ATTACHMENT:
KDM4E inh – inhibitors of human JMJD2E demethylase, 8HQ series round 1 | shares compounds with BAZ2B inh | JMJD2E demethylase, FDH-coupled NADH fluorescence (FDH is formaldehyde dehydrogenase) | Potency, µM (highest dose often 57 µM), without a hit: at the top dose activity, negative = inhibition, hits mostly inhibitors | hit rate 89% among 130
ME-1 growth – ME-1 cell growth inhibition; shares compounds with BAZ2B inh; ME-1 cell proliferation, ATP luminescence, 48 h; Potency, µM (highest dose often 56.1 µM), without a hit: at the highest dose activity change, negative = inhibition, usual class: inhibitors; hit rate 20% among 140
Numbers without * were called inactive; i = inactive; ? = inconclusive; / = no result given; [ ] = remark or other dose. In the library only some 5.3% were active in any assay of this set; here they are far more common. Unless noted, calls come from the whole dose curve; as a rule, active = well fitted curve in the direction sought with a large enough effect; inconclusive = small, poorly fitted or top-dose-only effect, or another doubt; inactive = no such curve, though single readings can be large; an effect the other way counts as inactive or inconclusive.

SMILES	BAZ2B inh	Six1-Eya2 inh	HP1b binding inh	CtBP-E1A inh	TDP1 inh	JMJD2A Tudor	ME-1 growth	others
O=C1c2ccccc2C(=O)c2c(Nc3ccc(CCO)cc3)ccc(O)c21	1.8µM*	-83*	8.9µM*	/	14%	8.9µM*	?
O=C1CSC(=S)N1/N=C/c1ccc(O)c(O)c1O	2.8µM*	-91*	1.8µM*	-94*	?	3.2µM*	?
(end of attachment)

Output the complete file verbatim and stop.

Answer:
KDM4E inh – inhibitors of human JMJD2E demethylase, 8HQ series round 1 | shares compounds with BAZ2B inh | JMJD2E demethylase, FDH-coupled NADH fluorescence (FDH is formaldehyde dehydrogenase) | Potency, µM (highest dose often 57 µM), without a hit: at the top dose activity, negative = inhibition, hits mostly inhibitors | hit rate 89% among 130
ME-1 growth – ME-1 cell growth inhibition; shares compounds with BAZ2B inh; ME-1 cell proliferation, ATP luminescence, 48 h; Potency, µM (highest dose often 56.1 µM), without a hit: at the highest dose activity change, negative = inhibition, usual class: inhibitors; hit rate 20% among 140
Numbers without * were called inactive; i = inactive; ? = inconclusive; / = no result given; [ ] = remark or other dose. In the library only some 5.3% were active in any assay of this set; here they are far more common. Unless noted, calls come from the whole dose curve; as a rule, active = well fitted curve in the direction sought with a large enough effect; inconclusive = small, poorly fitted or top-dose-only effect, or another doubt; inactive = no such curve, though single readings can be large; an effect the other way counts as inactive or inconclusive.

SMILES	BAZ2B inh	Six1-Eya2 inh	HP1b binding inh	CtBP-E1A inh	TDP1 inh	JMJD2A Tudor	ME-1 growth	others
O=C1c2ccccc2C(=O)c2c(Nc3ccc(CCO)cc3)ccc(O)c21	1.8µM*	-83*	8.9µM*	/	14%	8.9µM*	?
O=C1CSC(=S)N1/N=C/c1ccc(O)c(O)c1O	2.8µM*	-91*	1.8µM*	-94*	?	3.2µM*	?